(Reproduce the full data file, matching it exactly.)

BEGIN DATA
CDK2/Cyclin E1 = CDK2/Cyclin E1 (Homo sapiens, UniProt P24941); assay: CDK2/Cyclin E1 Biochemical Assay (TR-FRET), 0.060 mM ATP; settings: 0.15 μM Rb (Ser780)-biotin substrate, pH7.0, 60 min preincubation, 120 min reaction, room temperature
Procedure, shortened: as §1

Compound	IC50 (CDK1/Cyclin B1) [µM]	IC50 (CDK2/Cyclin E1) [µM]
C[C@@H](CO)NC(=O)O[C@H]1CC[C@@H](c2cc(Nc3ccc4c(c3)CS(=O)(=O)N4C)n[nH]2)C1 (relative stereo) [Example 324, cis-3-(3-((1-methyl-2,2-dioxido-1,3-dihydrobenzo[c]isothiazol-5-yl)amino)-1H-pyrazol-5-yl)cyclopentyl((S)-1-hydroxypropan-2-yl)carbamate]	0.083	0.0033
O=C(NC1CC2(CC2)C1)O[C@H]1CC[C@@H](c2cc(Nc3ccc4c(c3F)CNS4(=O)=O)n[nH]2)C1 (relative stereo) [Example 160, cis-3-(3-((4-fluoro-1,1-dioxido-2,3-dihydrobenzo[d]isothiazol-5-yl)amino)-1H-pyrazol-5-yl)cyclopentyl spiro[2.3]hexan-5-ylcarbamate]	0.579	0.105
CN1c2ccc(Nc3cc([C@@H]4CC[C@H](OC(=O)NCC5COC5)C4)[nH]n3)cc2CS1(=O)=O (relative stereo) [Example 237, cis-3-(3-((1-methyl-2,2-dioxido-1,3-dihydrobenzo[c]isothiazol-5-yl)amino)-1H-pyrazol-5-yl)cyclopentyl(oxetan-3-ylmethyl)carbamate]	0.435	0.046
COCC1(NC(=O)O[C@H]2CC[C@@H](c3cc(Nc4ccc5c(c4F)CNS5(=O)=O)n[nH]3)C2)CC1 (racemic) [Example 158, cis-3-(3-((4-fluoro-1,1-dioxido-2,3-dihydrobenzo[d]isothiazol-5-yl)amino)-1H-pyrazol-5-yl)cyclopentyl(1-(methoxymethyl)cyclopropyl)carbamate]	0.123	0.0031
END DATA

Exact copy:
CDK2/Cyclin E1 = CDK2/Cyclin E1 (Homo sapiens, UniProt P24941); assay: CDK2/Cyclin E1 Biochemical Assay (TR-FRET), 0.060 mM ATP; settings: 0.15 μM Rb (Ser780)-biotin substrate, pH7.0, 60 min preincubation, 120 min reaction, room temperature
Procedure, shortened: as §1

Compound	IC50 (CDK1/Cyclin B1) [µM]	IC50 (CDK2/Cyclin E1) [µM]
C[C@@H](CO)NC(=O)O[C@H]1CC[C@@H](c2cc(Nc3ccc4c(c3)CS(=O)(=O)N4C)n[nH]2)C1 (relative stereo) [Example 324, cis-3-(3-((1-methyl-2,2-dioxido-1,3-dihydrobenzo[c]isothiazol-5-yl)amino)-1H-pyrazol-5-yl)cyclopentyl((S)-1-hydroxypropan-2-yl)carbamate]	0.083	0.0033
O=C(NC1CC2(CC2)C1)O[C@H]1CC[C@@H](c2cc(Nc3ccc4c(c3F)CNS4(=O)=O)n[nH]2)C1 (relative stereo) [Example 160, cis-3-(3-((4-fluoro-1,1-dioxido-2,3-dihydrobenzo[d]isothiazol-5-yl)amino)-1H-pyrazol-5-yl)cyclopentyl spiro[2.3]hexan-5-ylcarbamate]	0.579	0.105
CN1c2ccc(Nc3cc([C@@H]4CC[C@H](OC(=O)NCC5COC5)C4)[nH]n3)cc2CS1(=O)=O (relative stereo) [Example 237, cis-3-(3-((1-methyl-2,2-dioxido-1,3-dihydrobenzo[c]isothiazol-5-yl)amino)-1H-pyrazol-5-yl)cyclopentyl(oxetan-3-ylmethyl)carbamate]	0.435	0.046
COCC1(NC(=O)O[C@H]2CC[C@@H](c3cc(Nc4ccc5c(c4F)CNS5(=O)=O)n[nH]3)C2)CC1 (racemic) [Example 158, cis-3-(3-((4-fluoro-1,1-dioxido-2,3-dihydrobenzo[d]isothiazol-5-yl)amino)-1H-pyrazol-5-yl)cyclopentyl(1-(methoxymethyl)cyclopropyl)carbamate]	0.123	0.0031